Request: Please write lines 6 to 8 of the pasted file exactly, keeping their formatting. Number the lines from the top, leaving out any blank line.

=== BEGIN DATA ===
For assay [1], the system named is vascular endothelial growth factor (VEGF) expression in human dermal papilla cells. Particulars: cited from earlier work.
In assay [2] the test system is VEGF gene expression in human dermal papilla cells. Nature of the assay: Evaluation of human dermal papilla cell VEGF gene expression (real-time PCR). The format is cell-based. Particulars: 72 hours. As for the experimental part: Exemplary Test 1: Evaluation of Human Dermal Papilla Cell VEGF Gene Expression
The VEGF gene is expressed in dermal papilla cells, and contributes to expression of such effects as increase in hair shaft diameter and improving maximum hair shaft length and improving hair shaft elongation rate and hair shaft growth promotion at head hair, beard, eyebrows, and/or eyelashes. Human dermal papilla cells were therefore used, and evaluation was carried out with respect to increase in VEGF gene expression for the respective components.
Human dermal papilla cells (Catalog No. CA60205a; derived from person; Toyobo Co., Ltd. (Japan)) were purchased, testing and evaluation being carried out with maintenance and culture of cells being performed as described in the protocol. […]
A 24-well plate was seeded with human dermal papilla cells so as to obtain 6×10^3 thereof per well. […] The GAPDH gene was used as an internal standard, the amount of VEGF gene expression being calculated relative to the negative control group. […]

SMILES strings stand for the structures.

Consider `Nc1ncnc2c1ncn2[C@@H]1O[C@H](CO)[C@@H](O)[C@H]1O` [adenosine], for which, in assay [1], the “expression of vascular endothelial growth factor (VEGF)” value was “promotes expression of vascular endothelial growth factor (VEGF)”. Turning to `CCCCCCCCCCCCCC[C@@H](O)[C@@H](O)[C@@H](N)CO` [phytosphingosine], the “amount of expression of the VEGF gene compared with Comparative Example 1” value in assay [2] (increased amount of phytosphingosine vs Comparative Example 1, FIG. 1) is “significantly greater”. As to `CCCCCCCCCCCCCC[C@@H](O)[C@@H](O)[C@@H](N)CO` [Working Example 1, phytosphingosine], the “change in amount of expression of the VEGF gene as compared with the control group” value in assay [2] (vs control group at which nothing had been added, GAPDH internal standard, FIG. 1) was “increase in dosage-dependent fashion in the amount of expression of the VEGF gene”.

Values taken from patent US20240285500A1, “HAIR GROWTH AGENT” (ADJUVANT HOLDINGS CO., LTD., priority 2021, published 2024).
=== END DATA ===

SMILES strings stand for the structures.

Consider `Nc1ncnc2c1ncn2[C@@H]1O[C@H](CO)[C@@H](O)[C@H]1O` [adenosine], for which, in assay [1], the “expression of vascular endothelial growth factor (VEGF)” value was “promotes expression of vascular endothelial growth factor (VEGF)”. Turning to `CCCCCCCCCCCCCC[C@@H](O)[C@@H](O)[C@@H](N)CO` [phytosphingosine], the “amount of expression of the VEGF gene compared with Comparative Example 1” value in assay [2] (increased amount of phytosphingosine vs Comparative Example 1, FIG. 1) is “significantly greater”. As to `CCCCCCCCCCCCCC[C@@H](O)[C@@H](O)[C@@H](N)CO` [Working Example 1, phytosphingosine], the “change in amount of expression of the VEGF gene as compared with the control group” value in assay [2] (vs control group at which nothing had been added, GAPDH internal standard, FIG. 1) was “increase in dosage-dependent fashion in the amount of expression of the VEGF gene”.

Values taken from patent US20240285500A1, “HAIR GROWTH AGENT” (ADJUVANT HOLDINGS CO., LTD., priority 2021, published 2024).